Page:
1. Department of Surgery, The Johns Hopkins Hospital, Baltimore, MD, USA;
2. Department of Plastic and Reconstructive Surgery, The Johns Hopkins Hospital, Baltimore, MD, USA;
3. TGIB, NCI, National Institutes of Health, Bethesda, MD, USA;
4. Faculty of Health Sciences, University of Macau, Macau SAR, China.
Craniosynostosis results from the premature fusion of cranial sutures, with an incidence of 1 in 2,100-2,500 live births. The majority of cases are non-syndromic and involve single suture fusion, whereas syndromic cases often involve complex multiple suture fusion. The fibroblast growth factor receptor 2 (FGFR2) gene is perhaps the most extensively studied gene that is mutated in various craniosynostotic syndromes including Crouzon, Apert, Pfeiffer, Antley-Bixler, Beare-Stevenson cutis gyrata, Jackson-Weiss, Bent Bone Dysplasia, and Seathre-Chotzen-like syndromes. The majority of these mutations are missense mutations that result in constitutive activation of the receptor and downstream molecular pathways. Treatment involves a multidisciplinary approach with ultimate surgical fixation of the cranial deformity to prevent further sequelae. Understanding the molecular mechanisms has allowed for the investigation of different therapeutic agents that can potentially be used to prevent the disorders. Further research efforts are need to better understand screening and effective methods of early intervention and prevention. Herein, the authors provide a comprehensive update on FGFR2-related syndromic craniosynostosis.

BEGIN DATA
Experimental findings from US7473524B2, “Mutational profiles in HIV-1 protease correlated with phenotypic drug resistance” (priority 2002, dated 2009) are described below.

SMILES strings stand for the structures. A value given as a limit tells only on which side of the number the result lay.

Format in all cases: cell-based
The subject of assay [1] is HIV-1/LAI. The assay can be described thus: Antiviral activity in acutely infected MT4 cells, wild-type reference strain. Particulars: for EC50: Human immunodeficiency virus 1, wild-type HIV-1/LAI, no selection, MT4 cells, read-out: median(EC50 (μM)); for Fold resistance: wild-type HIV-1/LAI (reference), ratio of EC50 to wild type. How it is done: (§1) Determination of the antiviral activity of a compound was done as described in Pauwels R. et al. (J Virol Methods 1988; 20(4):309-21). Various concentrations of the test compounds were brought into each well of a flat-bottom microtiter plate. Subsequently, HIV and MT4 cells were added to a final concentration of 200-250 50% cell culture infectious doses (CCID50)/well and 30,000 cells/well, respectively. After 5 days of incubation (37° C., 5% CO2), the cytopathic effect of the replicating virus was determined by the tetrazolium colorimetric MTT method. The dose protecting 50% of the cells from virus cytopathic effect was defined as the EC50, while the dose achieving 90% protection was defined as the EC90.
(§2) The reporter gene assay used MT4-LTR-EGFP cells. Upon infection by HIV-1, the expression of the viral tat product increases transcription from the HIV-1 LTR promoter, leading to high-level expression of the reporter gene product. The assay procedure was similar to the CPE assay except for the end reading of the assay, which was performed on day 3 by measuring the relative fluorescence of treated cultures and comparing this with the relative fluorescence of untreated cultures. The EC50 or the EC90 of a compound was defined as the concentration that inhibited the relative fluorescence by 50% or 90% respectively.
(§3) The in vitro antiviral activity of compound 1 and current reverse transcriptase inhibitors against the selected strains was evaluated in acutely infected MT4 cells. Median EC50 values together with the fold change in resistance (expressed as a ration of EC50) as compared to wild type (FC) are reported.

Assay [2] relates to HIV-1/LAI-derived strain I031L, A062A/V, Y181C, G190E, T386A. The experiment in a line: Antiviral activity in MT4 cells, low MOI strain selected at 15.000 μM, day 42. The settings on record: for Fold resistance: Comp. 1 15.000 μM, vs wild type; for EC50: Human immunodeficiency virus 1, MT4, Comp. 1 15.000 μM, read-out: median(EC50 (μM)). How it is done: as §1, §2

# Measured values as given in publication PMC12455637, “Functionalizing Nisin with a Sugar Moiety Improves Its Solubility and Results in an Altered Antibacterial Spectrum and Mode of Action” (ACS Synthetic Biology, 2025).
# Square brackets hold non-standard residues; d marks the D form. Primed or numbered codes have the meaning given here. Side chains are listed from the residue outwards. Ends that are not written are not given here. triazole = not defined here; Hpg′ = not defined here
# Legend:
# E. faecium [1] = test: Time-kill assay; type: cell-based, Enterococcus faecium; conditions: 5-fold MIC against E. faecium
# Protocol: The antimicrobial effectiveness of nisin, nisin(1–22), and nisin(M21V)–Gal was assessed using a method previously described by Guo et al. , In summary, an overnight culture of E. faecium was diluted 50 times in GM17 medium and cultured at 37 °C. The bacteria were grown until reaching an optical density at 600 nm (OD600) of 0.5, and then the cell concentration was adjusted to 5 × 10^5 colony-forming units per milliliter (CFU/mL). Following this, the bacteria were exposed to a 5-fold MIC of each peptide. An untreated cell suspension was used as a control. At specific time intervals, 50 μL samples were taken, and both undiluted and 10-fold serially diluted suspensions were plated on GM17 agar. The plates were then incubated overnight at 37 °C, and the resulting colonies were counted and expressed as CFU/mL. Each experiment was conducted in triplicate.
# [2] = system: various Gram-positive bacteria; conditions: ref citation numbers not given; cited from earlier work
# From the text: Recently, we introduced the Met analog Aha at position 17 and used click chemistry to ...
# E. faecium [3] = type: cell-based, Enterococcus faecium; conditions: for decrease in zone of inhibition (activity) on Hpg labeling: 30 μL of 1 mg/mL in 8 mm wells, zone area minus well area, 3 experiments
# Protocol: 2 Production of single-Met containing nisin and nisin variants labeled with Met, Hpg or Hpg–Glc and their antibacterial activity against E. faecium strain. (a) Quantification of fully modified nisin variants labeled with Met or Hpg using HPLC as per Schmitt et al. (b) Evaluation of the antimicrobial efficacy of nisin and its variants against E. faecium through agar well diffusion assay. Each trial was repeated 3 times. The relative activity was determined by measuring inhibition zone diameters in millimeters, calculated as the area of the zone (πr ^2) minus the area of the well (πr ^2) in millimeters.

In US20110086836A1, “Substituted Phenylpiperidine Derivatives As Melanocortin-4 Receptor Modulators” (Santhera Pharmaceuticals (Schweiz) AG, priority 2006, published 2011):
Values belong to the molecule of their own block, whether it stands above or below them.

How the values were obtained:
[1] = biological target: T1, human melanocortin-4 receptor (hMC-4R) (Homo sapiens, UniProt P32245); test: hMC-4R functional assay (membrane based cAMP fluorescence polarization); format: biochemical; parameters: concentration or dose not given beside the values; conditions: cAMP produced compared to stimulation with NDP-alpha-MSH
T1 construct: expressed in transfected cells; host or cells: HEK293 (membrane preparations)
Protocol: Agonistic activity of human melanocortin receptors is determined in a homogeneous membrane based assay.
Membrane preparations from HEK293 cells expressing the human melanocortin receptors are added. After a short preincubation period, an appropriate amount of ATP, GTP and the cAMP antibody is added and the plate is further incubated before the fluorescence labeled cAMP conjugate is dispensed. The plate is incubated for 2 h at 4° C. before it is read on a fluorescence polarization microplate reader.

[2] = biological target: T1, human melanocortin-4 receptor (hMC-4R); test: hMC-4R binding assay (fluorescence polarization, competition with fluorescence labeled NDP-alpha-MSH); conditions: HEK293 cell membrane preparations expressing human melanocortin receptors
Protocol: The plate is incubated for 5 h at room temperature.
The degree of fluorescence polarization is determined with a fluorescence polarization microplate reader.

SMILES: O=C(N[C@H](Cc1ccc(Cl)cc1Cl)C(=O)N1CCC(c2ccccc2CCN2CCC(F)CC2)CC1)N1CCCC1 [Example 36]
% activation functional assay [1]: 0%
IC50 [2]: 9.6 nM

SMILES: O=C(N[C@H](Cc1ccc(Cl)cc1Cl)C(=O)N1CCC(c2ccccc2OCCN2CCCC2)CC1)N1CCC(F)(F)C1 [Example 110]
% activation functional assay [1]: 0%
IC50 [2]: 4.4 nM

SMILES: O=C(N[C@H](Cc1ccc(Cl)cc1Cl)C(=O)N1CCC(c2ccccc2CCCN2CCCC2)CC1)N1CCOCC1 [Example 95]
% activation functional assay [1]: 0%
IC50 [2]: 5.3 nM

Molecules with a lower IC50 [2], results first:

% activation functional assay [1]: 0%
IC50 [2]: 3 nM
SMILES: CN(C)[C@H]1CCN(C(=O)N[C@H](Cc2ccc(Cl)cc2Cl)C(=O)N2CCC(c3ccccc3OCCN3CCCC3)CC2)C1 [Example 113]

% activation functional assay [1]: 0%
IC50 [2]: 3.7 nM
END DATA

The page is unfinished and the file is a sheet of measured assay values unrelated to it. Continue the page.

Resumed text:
Keywords: Fibroblast Growth Factor Receptor, Mutations, Syndromic, Craniosynostosis.